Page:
How Mount Batulao Killed All My Fears

It’s easy to climb a mountain. Just tell someone you want to, come to the meeting place a little late, bring an action camera, feel the blazing sun and the wind’s cold breeze, take jump shots at the summit, suffer two cramps on the way down, and call it a night.

Seven months have already passed since I last climbed a mountain. I was ready for another, but my body was not. I don’t EVER work out, and climbing a mountain while living a sedentary lifestyle is pretty much a recipe for disaster. More on that later. Right now, here are some pictures from the trip.

The trails were very visible and quite easy to follow. The downside is there’s almost no shade so you get exposed to the sun and get tired quite easily. We stopped every now and then to catch our breath for a few minutes.
We passed by and greeted this group of mountaineers that was going down the new trail.
Does a mountain need saving?
Dora striking a pose.
Picture, Picture
Isn’t this worth it?
I jumped seven or eight times. The last one caused me to have cramps on my left calf. I will never do this again!
This view really amazed me. The sun was shining down some parts, while the clouds were covering majority of the area.
So many fields!
Look closely to the left and you will see it was raining there.
My last snapshot on the way down using a rope, after I had a cramp on my left calf, and before I had a cramp on my right calf.

I survived Mount Batulao, even after two calf cramps! I need to thank my friends for helping me get through it. For Dora who held my hand every time there was an uneven path, and Tathel who carried my bag for an hour or so. I also need to thank the guy who massaged my leg with a little Katinko to get rid of the pain. A minute after my second cramp, the caretakers of the old trail suddenly appeared after us. I’d also like to thank them for staying behind us in case I get a third cramp. I didn’t get their names because I was shy (I should never be shy again!) but at least I got to tell them how grateful I was.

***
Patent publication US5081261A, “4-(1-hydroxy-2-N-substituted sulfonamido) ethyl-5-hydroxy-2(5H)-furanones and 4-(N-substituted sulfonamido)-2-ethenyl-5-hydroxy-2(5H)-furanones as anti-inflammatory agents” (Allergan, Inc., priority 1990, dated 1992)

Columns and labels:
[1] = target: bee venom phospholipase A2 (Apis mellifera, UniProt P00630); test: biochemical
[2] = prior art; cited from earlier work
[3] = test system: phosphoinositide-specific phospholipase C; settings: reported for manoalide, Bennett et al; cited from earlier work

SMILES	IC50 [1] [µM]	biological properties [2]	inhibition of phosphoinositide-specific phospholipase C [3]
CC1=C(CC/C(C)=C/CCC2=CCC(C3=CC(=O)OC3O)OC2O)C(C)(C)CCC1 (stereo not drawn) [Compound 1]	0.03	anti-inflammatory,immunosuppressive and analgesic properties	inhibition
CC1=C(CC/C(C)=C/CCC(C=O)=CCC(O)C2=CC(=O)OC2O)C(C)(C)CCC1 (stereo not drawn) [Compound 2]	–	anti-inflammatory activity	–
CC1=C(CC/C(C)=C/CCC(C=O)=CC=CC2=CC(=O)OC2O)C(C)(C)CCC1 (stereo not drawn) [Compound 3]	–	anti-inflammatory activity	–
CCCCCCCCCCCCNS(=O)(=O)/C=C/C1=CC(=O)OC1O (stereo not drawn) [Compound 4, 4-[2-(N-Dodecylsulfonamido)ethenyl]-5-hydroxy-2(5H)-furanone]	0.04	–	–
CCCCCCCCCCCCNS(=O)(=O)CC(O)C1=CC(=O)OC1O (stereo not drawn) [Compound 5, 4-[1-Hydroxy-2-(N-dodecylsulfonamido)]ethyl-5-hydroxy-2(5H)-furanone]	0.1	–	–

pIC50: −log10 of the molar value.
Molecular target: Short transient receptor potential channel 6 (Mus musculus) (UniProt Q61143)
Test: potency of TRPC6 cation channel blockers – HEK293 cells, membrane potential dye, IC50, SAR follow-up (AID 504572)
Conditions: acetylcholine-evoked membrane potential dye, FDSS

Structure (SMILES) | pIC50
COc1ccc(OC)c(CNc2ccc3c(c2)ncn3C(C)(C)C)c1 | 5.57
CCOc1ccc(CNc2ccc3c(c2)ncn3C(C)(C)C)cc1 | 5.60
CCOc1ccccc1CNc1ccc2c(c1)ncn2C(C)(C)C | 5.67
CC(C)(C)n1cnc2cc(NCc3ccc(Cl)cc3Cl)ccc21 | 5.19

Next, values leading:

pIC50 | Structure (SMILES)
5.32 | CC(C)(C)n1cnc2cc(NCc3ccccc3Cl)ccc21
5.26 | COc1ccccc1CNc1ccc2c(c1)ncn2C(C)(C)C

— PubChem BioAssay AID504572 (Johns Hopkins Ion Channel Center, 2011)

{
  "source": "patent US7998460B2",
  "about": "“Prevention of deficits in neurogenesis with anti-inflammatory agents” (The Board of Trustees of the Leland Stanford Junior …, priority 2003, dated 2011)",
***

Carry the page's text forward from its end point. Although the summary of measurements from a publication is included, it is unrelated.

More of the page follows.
No More Fears to Fear

Because we started the climb at 1:00 p.m. and I slowed everyone on the way down, the sun set on us. We enjoyed a good hour-long night trek with our cellphones that served as flashlights. Overall, it was a journey like no other. We got to experience a lot there. The climb was easier than my first mountain, Pico de Loro, but scarier. There was one moment on the way up when I just froze in fear because the cliff is literally just inches away from me. Dora said it’s all in my mind and it’s actually easy to get through that part. Okay, so I closed my eyes for a few seconds and just went for it. Moments after, I was already looking down that frightening cliff with no fear at all. That was a first, and I am proud of myself for that. Maybe I was just too busy appreciating  everything that my eyes could see that my heart had no space to feel any fear.

This is Endurance

We rode a tricycle to and from the jump-off point. We were five people (with two very healthy ones including me, ha!) and half of the time the road was extremely rough, but go figure, the tricycle survived! I will never know how the hell tricycles can withstand such heavy loads and rough roads! All I can say is it’s the epitome of endurance and I will forever be amazed by it, no matter how uncomfortable it is to ride one.

Hungry for More

I pretty much can’t walk straight anymore, so I asked my mom to pick me up at Pala-Pala (I know, I’m such a baby). But no matter how hard this climb was, I’m still ready to climb more mountains. Tara? Tara! 🙂



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